By Terrence McCoy
By Scott Fishman
By Deirdra Funcheon
By Allie Conti
By New Times Staff
By Ryan Pfeffer
By Deirdra Funcheon
By Kyle Swenson
Jai alai is one embattled sport. Box office is shrinking, and frontons have been shutting down. One theory is that slot machines are to blame. The old court game can't compete with the whir of spinning fruit and the electronic hum of the slots, the thinking goes.
But that doesn't take the passion of jai-alai lovers into account.
Two weeks ago, the Sun-Sentinel decided, out of the blue, to stop publishing jai-alai scores. Tailpipe's not sure what they were thinking, but there's been a lot of talk about downgrading jai alai now that Boyd Gaming Corp. owns the place and plans to turn it into a slots casino. Why bother reporting scores, eh? Jai alai is just incidental to the really important business of the place.
The Sentinel apparently had no idea what havoc they would wreak. The response was instantaneous. A call went out over the Internet. A hail of e-mail messages reportedly blasted Sentinelinboxes. The call to arms came with a valuable weapon: Sentinel Sports Editor Brian White's e-mail address and office number, along with a suggestion to "let him know your feelings." They reportedly did, and how. Messageboards lit up, with one e-mail blast igniting another and another, each carrying a thumbprint of the person who last received it.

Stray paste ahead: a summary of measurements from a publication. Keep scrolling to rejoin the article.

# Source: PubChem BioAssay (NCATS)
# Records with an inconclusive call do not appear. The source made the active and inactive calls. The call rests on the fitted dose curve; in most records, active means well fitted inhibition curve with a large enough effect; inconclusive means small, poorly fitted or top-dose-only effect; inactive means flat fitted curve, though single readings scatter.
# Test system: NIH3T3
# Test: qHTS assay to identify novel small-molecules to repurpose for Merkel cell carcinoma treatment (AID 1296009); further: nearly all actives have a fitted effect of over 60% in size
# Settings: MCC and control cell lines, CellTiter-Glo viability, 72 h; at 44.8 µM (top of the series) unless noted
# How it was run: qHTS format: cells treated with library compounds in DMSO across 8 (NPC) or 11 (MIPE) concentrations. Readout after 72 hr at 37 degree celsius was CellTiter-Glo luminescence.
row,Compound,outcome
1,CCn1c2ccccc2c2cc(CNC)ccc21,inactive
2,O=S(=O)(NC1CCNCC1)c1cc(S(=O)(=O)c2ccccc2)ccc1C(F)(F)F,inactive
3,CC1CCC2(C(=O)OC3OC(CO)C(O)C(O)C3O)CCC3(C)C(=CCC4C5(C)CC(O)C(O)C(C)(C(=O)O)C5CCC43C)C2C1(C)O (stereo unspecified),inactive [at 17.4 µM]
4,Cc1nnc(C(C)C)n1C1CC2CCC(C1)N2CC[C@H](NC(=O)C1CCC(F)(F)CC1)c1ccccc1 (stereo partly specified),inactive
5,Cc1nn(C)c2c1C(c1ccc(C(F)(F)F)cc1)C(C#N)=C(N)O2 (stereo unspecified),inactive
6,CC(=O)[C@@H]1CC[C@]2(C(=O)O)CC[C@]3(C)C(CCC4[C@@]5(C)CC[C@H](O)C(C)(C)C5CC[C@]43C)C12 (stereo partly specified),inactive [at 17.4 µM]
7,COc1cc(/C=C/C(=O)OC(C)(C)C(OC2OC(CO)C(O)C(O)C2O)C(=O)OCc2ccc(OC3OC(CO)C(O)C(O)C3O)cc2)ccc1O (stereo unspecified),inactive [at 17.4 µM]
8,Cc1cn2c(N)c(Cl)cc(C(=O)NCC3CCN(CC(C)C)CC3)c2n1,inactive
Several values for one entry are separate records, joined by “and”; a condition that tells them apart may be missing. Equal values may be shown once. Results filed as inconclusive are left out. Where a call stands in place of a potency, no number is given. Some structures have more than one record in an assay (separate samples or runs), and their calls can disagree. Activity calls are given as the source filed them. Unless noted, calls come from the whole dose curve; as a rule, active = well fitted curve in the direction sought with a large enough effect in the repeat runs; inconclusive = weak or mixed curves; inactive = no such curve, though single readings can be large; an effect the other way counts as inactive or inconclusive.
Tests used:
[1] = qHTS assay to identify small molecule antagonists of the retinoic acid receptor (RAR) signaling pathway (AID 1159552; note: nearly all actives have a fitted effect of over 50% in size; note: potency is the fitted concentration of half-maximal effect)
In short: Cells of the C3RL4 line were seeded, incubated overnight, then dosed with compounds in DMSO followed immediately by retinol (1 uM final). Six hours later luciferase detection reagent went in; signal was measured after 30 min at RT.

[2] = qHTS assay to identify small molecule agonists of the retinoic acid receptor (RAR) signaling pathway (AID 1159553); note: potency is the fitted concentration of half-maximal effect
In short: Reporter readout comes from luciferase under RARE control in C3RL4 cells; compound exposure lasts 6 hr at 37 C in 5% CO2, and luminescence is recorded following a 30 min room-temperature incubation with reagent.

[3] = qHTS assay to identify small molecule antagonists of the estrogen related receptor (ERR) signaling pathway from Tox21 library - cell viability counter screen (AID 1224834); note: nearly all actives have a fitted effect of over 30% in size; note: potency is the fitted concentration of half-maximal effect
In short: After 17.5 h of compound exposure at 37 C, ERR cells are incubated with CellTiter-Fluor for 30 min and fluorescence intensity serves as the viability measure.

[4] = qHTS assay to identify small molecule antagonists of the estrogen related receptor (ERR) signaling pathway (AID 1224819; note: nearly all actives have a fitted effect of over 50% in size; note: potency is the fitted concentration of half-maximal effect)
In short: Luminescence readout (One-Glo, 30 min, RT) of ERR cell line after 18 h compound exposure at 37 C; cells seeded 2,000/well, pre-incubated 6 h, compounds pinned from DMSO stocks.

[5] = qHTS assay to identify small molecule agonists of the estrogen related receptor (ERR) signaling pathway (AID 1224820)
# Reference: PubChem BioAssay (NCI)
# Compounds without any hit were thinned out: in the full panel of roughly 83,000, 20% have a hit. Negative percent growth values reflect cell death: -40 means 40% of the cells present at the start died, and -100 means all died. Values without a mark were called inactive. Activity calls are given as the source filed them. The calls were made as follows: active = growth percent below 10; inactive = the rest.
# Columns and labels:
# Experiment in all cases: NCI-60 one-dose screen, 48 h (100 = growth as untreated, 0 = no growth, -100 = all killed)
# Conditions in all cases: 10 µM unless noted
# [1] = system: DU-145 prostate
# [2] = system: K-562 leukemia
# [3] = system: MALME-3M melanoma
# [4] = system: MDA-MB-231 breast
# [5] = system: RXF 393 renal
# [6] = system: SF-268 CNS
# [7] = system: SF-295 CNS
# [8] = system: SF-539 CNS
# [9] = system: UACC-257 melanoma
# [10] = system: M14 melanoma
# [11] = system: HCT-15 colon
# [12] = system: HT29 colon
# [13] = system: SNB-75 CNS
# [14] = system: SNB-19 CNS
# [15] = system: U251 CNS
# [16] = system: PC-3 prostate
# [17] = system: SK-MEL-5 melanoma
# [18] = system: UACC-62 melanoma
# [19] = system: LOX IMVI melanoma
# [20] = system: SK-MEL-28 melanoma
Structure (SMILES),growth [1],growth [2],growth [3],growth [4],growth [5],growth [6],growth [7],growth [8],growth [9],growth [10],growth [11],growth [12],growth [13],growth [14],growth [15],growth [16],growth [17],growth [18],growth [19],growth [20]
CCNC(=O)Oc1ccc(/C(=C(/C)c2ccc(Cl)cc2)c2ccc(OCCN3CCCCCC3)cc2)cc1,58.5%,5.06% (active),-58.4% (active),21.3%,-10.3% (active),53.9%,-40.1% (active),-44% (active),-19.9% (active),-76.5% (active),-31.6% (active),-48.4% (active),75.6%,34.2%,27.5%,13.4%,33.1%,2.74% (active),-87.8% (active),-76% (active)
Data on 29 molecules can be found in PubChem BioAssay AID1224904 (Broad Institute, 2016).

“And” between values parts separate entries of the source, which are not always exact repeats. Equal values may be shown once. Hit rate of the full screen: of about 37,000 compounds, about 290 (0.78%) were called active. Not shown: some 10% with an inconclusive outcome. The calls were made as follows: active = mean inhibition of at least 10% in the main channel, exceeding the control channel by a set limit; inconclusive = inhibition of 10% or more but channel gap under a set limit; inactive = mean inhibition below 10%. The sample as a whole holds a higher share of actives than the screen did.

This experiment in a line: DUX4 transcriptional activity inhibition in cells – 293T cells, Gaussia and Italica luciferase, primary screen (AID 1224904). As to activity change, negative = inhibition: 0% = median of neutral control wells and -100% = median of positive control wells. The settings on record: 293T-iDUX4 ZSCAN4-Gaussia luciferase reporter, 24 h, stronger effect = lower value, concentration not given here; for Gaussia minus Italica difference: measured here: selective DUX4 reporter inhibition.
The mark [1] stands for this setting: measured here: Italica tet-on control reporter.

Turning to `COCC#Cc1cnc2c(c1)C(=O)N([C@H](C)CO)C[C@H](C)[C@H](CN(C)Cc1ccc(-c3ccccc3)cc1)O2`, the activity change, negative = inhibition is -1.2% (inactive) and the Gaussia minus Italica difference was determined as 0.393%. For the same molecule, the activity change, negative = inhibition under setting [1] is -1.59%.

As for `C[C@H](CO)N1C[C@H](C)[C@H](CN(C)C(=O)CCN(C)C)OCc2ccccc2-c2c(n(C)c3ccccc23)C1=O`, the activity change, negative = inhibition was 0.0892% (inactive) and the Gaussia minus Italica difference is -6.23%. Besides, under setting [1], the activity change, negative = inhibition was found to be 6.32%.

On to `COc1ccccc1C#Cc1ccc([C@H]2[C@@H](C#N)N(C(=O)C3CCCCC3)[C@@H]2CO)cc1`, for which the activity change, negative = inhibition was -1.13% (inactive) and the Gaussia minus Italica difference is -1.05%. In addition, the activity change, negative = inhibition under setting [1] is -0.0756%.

One complainer offered the fist-shaking hope that the Sentinel's circulation would "decrease by at least 50 percent" for such a sin. (Now that was verging on hubris.) No evidence that the newspaper's circulation actually dropped significantly. But it was abundantly clear that jai-alai fans weren't about to give up. Within a week, the paper rescinded its policy and went back to the old routine of publishing the daily scores.
"They [the newspaper] did what very few people can do," said Dania Jai-Alai's assistant general manager, Marty Fleischman. "They admitted they were wrong, and they put [the scores] back in."
The newspaper never informed Dania Jai-Alai of a new reporting policy, Fleischman says.
"One day there was just a little blurb with a link to our website, saying, 'We are no longer carrying Dania Jai-Alai or Flagler Racetrack scores, please visit their websites,'" Fleischman says. Surely the Sentinel had a master plan; it must have filled the then-empty space with other local ink, right? Fleischman laughs. "No," he says, "they subbed in this obscure stuff, like soccer scores from Afghanistan or puddle jumping in Australia, but there's maybe two people who want to read that."
For the record, Boyd plans to build a new jai-alai fronton to replace the old one, which is much in need of repairs. The Las Vegas-based corporation, which will open a new casino on the site with 1,500 slot machines and 40 poker tables next year, says it's committed to maintaining the games.